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Nestled in Northern Burgundy’s Valley of the River Serein (the French word for “serene”) is the town of Chablis, a favorite excursion on French canal cruises. It is part of France’s Yonne Department and is known for its monastic history and viticulture. Legend has it that the monks of the Abbey of Pontigny, a Cistercian monastery on one of the pilgrim routes to Santiago de Compostela, were the first inhabitants to make a conscientious effort to grow grapes for wine making. The abbey is the largest standing abbey of its kind in Europe and celebrated its 900th birthday in 2014.
The origin of Chablis wine
The Chardonnay grapes planted on the abbey’s pastoral grounds are well suited to the micro-climate and soil of the Chablis wine region. They thrived and soon the monk’s highly acidic, flinty wines were quite popular with the local populations. Consequently, centuries later, Chablis wines produced in the area now hold four appellation d’origine controlee (AOC) designations.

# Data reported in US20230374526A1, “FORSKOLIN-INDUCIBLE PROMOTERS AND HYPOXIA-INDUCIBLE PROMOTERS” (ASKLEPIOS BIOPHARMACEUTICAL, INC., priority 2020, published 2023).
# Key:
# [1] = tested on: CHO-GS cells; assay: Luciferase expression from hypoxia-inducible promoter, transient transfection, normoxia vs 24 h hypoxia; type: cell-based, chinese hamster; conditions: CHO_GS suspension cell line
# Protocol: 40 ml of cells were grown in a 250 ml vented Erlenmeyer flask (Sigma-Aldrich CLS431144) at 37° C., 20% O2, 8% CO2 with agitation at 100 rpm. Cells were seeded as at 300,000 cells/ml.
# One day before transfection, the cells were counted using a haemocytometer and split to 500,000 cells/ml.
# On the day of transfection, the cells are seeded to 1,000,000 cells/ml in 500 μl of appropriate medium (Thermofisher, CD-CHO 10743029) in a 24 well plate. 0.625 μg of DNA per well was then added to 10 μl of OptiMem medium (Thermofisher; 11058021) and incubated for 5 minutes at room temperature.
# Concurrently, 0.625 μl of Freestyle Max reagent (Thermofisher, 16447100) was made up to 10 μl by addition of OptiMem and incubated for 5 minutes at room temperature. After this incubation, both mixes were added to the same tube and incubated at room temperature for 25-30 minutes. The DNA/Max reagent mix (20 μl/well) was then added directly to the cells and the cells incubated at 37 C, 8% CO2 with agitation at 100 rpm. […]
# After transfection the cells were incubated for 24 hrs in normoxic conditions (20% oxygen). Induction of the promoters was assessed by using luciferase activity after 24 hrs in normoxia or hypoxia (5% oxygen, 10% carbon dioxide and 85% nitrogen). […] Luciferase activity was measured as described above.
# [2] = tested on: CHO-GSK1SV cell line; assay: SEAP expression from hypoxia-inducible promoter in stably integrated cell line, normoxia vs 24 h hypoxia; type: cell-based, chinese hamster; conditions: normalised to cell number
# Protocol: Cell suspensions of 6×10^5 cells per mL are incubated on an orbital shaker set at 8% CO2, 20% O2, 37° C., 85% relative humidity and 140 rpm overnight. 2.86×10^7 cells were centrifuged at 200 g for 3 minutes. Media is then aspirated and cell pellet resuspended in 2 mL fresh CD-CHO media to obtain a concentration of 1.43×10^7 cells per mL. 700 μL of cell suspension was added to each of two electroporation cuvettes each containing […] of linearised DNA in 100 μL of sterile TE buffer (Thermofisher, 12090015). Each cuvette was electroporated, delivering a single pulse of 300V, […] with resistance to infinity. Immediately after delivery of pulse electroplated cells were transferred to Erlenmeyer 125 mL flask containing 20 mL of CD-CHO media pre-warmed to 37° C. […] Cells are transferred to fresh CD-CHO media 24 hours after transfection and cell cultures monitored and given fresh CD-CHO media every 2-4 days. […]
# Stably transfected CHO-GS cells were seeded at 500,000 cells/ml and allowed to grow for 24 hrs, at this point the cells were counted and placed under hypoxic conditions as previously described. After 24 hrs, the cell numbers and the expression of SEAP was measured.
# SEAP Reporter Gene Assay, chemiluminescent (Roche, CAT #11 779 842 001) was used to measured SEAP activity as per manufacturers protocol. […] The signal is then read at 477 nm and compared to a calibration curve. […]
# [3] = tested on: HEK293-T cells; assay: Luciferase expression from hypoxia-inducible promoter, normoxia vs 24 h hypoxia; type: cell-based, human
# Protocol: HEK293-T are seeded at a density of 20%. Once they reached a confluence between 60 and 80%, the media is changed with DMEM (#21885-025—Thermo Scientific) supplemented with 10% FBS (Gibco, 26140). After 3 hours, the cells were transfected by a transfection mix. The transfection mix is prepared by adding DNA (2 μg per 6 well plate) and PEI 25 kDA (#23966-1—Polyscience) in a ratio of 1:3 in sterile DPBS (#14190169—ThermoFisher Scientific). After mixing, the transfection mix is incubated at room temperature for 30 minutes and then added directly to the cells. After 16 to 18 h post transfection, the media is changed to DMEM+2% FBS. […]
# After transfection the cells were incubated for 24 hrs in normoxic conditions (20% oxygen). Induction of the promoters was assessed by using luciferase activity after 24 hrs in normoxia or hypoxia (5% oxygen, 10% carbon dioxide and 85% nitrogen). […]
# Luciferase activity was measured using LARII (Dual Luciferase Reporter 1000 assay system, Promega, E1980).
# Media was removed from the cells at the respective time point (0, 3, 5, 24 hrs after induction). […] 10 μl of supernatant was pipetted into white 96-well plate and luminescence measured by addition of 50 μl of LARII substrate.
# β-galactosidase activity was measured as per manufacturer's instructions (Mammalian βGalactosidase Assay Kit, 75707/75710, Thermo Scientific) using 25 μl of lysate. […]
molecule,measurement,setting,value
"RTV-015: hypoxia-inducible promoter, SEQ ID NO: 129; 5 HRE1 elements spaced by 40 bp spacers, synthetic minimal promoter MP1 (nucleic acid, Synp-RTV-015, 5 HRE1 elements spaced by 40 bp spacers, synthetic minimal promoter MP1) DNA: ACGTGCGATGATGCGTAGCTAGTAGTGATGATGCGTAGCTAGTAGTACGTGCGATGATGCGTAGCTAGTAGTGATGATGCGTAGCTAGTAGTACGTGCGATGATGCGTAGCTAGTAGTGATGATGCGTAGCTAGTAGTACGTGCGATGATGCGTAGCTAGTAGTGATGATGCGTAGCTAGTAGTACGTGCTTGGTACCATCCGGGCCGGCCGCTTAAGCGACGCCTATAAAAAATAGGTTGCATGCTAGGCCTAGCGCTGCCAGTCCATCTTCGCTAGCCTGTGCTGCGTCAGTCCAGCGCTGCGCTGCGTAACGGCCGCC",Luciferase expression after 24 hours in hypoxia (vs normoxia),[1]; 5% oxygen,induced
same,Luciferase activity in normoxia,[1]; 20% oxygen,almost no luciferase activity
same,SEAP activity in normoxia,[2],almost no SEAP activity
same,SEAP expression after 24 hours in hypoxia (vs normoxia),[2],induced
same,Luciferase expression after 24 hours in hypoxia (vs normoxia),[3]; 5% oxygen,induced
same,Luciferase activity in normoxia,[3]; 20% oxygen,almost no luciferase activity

The Chablis, Grand Cru, Petit Chablis and Premier Cru appellations
Interestingly enough, each appellation has its own levels of classification as well. They are traditionally based on two key factors. The first factor has to do with the soil composition and the second focuses on the slope where the grapevines are located. Passions run high as to which one is best and whether one should consume a bottle of Chablis from a vineyard that’s rife with Kimmeridgean soil and located close to the mouth of the Yonne River or one that’s tucked away in the outlying areas, where Portlandian soil is prominent. Personally, we think that most travelers aboard French canal cruises will find something nice to say about them all.
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A votre sante,
Barge Cruise Specialist since 1988